The Transparency Principle in Data Privacy: An Analysis of the Autoritiet Persoonsgegevens’s Decision on Tiktok Inc.’s Privacy Policy (Part 2)

By: Aastha Bhandari 

(This post is the second of a two part series on the topic – ‘The Transparency Principle in Data Privacy: An Analysis of the Autoritiet Persoonsgegevens’s Decision on Tiktok Inc.’s Privacy Policy’)


Explaining The Need For Standardisation

At the outset, the author wishes to address the simple question: how can the data controller make the data subject understand the reasons for processing? The provisions of the General Data Protection Regulation (hereinafter ‘GDPR’) tell us that this can be done by communicating in a “clear and plain language.” However, this raises further questions as to what such a language may entail. Since the GDPR is a heavily penalising regulation, data controllers like Tiktok Inc. (hereinafter ‘the Company’), in this case, can be substantially fined for not meeting the threshold.

The author argues that there is a sizeable amount of subjectivity connected to each data subject’s understanding. A language that is clear and plain for one subject may not be so for another depending on their particular characteristics. The exercise of categorisation of children by the Office of the Information Commissioner of the United Kingdom (hereinafter ‘ICO’) does not solve problems of subjectivity because it puts all children belonging to a certain group into one equal standing and assumes that they will behave and understand in one way. The application of such a straight-jacket formula goes against the basis of the transparency principle as it creates ambiguity and subjectivity. This raises questions of: if A as a data controller has communicated its privacy policy in an intelligible, clear, and plain language and this policy is understood by some data subjects but not by others, then would A be deemed to be compliant with the GDPR? What if it is only a minority of 5% that does not still understand the policy, then what would be the consequences for A? The author argues that these ambiguities as a result of different levels of understanding can only be removed by developing an objective standard through the process of standardisation.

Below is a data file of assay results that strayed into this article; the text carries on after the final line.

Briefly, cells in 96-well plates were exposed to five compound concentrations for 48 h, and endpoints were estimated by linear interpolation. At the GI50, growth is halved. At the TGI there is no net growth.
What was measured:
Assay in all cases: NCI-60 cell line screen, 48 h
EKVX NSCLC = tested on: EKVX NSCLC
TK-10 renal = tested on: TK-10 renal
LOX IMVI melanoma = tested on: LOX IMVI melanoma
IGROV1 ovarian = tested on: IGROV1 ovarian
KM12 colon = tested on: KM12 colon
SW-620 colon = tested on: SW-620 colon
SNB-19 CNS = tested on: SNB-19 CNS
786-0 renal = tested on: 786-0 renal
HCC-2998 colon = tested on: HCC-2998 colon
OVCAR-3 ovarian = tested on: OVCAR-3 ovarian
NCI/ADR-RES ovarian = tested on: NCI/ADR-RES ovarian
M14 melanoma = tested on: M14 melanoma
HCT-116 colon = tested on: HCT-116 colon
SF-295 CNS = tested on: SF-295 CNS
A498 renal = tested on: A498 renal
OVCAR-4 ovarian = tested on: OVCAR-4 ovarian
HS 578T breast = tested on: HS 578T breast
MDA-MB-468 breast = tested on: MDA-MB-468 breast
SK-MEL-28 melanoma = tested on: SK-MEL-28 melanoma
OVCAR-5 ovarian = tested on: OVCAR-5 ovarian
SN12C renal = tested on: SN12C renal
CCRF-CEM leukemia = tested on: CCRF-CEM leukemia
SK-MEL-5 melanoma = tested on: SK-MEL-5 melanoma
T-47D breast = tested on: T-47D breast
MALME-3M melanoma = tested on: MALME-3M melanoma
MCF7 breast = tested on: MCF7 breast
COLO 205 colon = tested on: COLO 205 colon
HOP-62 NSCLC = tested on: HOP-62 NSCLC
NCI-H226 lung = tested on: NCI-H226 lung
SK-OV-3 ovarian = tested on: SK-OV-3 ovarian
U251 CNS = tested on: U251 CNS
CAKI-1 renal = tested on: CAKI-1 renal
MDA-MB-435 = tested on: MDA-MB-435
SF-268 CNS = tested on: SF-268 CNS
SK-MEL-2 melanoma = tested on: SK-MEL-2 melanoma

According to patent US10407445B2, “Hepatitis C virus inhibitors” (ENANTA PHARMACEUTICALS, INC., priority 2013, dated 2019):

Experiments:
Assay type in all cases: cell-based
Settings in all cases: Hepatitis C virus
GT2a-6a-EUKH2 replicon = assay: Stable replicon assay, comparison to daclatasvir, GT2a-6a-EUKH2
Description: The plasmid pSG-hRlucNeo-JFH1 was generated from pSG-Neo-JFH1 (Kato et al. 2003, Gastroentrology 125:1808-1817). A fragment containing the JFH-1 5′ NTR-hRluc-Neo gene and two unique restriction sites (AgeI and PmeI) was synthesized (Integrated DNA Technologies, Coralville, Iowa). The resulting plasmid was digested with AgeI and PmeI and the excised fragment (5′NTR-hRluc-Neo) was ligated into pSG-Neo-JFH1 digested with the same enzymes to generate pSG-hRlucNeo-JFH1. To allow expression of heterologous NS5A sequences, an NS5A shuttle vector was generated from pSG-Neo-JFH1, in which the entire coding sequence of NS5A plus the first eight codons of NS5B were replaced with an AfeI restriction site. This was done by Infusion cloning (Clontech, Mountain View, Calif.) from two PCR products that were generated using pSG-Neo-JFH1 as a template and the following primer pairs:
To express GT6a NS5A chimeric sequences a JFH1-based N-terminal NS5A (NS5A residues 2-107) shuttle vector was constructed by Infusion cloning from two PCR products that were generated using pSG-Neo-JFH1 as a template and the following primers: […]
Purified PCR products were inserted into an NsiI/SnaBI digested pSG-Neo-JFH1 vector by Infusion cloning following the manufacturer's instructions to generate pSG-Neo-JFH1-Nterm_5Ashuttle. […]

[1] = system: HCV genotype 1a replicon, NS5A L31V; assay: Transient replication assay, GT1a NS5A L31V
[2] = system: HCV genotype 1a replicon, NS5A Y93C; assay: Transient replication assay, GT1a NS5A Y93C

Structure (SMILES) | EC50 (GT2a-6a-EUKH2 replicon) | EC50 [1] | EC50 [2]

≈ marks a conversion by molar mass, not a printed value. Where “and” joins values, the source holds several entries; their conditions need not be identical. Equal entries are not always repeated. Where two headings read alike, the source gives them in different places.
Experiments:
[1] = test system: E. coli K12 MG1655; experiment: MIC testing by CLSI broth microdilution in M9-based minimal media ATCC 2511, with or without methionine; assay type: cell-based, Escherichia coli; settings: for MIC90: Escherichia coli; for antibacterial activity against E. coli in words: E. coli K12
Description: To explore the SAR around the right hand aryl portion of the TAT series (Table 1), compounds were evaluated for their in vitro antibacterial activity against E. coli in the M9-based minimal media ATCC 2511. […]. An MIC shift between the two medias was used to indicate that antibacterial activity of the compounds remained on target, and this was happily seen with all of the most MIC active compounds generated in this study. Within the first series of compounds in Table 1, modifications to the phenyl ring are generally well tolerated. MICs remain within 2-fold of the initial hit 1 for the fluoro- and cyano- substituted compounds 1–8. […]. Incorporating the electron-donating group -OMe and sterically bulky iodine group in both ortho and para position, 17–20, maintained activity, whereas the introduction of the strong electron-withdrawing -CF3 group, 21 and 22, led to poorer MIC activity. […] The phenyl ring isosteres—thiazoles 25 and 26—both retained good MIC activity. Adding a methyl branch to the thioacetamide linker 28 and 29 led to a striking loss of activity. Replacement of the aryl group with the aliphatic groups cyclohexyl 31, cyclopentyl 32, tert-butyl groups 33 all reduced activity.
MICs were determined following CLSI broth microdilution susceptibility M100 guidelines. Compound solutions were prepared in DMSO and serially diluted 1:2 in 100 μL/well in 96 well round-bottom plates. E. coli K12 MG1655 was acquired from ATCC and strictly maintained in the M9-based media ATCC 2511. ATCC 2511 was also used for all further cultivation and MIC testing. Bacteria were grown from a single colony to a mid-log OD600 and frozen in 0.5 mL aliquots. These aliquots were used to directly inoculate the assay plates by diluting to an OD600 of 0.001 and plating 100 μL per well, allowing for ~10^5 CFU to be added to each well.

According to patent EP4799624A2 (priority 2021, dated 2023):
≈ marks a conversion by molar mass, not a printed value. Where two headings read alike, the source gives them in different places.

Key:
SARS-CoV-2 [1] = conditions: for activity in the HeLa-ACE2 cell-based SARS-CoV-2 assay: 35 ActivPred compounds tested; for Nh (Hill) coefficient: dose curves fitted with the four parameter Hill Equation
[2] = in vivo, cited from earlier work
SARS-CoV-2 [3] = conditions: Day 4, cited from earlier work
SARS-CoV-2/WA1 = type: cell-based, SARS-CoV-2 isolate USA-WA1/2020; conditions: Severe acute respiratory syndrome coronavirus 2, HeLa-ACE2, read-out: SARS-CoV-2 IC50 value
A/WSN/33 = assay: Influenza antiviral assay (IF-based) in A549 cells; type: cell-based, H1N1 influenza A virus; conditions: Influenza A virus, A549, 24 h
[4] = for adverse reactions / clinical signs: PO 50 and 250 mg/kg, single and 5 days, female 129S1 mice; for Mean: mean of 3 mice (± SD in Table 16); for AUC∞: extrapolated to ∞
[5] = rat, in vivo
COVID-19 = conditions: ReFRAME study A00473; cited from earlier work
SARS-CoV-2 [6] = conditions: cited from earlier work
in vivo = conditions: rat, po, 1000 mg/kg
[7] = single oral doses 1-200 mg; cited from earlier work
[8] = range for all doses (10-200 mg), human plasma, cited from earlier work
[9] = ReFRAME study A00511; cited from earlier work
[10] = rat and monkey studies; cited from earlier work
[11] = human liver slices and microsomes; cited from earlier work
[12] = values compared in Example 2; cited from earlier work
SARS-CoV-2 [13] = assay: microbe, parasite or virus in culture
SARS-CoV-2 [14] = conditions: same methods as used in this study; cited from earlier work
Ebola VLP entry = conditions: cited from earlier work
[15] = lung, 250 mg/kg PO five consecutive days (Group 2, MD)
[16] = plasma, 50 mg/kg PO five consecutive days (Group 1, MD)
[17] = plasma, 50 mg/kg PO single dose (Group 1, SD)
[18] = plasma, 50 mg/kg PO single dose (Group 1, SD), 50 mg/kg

In the current case, the Autoritiet Persoonsgegevens (hereinafter ‘AP’) held that a change in the language of the script from English to Dutch would increase the understanding of the Terms of Service and Privacy Policy (hereinafter ‘Policy’) by Dutch children. This implies that had the Policy been provided in Dutch they would have understood better as language plays a crucial role in the understanding of the data subject. The Company diverged by arguing that the children could understand in English. However, the author highlights that both parties missed the point of the transparency principle by solely focusing on understanding based on different scripts. It is submitted that understanding cannot be guaranteed by the language of the script but fairly through an objective standard of content.

The ICO attempted to take a step in the right direction by expanding the ambit of language to include audio and visual content. However, its strategy of categorisation cannot be successful to further the principles of data privacy of children as it assumes that all children belonging to a certain age group understand in the same manner.


A. Within the GDPR:

According to Article 12(7) of the GDPR, the information provided to the data subjects can be in the form of standardised icons, to implement the transparency principle. Further, Article 12(8) states that the European Commission is allowed to adopt delegated acts to decide the procedure for providing standardised icons as well as the information to be presented by the icons.

B. Within Existing Literature: